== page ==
- People texting or browsing the internet were less likely to look left and right before crossing the road and took longer to cross. They were also more likely to be involved in a collision or near miss with a car or another pedestrian.
- People who were talking on their phone were less likely to have an accident or near miss but still took longer to cross the road and often missed opportunities for safe crossing.
Unfortunately while phones have made it easy for us to constantly stay in contact with work, friends, and family they can also contribute to slip and fall accidents. If you must use your phone while walking, stop in a safe spot out of the way of other pedestrians and vehicles to make your call or send your text.
This applies equally to both indoors and outside. US health and safety organisation the National Safety Council claims over half of distracted walking injuries actually occur in our own homes!
If you have an iPhone insurance policy through Gadget Cover and your phone is damaged as a result of an accident, we can repair it. And if the device cannot be repaired, we will replace it. Meaning you can focus on recovering from your accident rather than worrying about what you’ll do without your phone.
Victims of crime
As well as injury to phone users, there’s also an increased risk of being a victim of crime. Criminals often target mobile phone users at busy locations such as rail stations and shopping centres.
The victims are approached from behind while texting or speaking on their phone and distracted. The criminals will simply grab the phone and make their escape.
Such crimes can happen at any time of day so always be aware of your surroundings. The Metropolitan Police advises that:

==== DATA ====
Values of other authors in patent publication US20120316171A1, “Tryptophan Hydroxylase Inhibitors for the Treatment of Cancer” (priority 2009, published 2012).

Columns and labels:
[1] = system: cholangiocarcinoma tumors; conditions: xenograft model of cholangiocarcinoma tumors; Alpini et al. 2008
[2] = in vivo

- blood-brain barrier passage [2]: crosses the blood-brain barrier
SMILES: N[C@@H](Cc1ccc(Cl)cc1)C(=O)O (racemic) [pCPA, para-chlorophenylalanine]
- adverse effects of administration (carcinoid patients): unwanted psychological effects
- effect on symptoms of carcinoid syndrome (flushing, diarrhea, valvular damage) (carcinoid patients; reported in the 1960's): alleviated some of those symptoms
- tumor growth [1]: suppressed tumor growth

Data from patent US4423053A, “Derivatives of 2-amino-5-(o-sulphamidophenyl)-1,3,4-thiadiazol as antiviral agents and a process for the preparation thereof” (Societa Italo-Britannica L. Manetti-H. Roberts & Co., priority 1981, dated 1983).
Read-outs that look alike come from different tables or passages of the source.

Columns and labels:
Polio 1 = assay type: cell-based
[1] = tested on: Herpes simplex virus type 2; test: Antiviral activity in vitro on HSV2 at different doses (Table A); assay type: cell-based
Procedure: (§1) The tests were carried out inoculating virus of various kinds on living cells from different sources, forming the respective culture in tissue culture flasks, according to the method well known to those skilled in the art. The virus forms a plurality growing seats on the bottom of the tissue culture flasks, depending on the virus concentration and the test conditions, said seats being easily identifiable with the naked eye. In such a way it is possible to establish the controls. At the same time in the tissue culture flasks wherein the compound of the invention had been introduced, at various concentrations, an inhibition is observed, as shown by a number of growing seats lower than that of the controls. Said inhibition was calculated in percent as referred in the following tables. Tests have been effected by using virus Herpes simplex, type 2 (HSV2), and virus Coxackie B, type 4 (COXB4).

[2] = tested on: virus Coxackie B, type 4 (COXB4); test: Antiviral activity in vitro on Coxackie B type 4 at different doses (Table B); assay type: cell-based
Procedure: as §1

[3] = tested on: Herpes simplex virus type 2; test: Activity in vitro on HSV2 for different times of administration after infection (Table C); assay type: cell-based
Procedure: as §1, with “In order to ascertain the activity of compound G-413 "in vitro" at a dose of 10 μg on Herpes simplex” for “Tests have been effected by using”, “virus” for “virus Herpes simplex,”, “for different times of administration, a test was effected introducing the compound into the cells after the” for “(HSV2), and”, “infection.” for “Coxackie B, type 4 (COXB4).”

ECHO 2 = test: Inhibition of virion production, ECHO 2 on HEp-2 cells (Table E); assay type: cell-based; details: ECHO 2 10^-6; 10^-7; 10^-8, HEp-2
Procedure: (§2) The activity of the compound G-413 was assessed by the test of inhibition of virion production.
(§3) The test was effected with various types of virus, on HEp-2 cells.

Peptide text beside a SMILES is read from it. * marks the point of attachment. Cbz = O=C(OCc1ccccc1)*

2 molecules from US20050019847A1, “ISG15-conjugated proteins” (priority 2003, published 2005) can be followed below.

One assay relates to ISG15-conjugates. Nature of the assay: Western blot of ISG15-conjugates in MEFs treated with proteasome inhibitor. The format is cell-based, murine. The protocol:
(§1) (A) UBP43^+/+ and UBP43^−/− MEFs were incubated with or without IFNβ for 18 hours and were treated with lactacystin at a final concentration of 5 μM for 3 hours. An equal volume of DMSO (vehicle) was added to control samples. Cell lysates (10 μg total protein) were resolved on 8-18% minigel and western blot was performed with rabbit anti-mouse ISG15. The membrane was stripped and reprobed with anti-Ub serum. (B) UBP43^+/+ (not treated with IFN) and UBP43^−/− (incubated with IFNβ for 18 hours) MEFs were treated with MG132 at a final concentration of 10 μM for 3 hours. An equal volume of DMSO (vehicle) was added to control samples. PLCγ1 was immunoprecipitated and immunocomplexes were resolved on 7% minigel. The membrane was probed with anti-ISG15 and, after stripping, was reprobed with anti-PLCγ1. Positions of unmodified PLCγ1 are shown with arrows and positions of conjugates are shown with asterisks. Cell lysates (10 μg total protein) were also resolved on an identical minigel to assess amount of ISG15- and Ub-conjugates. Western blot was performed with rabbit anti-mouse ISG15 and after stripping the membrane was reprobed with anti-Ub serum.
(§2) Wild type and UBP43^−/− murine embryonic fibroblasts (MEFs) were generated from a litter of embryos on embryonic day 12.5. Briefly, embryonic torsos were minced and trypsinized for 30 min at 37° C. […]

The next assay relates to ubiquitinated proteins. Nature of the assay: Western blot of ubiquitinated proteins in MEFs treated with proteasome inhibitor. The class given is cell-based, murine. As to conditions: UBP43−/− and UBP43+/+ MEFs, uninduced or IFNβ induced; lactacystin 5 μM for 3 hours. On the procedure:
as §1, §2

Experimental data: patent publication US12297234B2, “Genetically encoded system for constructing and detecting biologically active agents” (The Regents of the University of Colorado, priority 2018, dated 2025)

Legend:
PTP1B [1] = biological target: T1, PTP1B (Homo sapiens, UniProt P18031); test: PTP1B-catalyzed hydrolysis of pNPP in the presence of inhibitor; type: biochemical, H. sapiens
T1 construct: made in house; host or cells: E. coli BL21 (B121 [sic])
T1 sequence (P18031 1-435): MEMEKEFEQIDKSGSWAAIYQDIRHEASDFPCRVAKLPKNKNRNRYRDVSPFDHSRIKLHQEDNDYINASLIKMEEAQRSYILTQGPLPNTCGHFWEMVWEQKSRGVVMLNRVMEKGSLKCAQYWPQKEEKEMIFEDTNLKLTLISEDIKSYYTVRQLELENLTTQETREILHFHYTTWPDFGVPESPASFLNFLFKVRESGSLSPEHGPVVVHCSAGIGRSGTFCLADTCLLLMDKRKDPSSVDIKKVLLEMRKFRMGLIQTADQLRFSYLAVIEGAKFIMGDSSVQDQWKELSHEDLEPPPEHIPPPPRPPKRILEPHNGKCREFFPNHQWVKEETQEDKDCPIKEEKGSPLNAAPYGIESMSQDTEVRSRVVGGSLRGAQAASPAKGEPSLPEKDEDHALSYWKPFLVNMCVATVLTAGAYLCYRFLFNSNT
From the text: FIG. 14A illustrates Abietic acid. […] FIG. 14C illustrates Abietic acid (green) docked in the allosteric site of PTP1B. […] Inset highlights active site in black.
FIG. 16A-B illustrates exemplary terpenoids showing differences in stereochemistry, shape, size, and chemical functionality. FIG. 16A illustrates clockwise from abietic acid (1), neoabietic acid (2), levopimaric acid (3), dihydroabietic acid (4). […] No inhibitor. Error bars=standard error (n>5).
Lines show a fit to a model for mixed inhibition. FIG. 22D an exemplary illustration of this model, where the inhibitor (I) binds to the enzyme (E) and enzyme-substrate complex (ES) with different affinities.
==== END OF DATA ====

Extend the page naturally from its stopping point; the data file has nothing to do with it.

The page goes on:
- If you need to use your phone on the street, look out for anyone on a bike or a moped near you.
- Be quick so you don't become distracted for too long.
- Never text while you're walking – you won't notice what's going on around you.
- If you must text, stand away from the road so no one can sneak up behind you.
- Go hands-free.
Having iPhone insurance to protect your valuable device means that if your gadget is stolen Gadget Cover will replace it.
iPhone protection from Gadget Cover
Whatever the risks of life in our modern environment, Gadget Cover prides itself on always finding you an iPhone insurance policy that suits your needs.
When we depend on our iPhones for so much in our personal and business lives, protecting these valuable items from harm is vital.
Policies arranged through Gadget Cover can include protection from accidental damage, liquid damage, theft, breakdown and unauthorised usage. For an extra premium your iPhone can also be covered against loss.
Policies can also cover use of your gadget by other family members and any accessories (up to £150) if they are lost, stolen or damaged at the same time.
Get a quote for iPhone insurance from Gadget Cover today.
Policy benefits, features and discounts offered may very between insurance schemes or cover selected and are subject to underwriting criteria. Information contained within this article is accurate at the time of publishing but may be subject to change.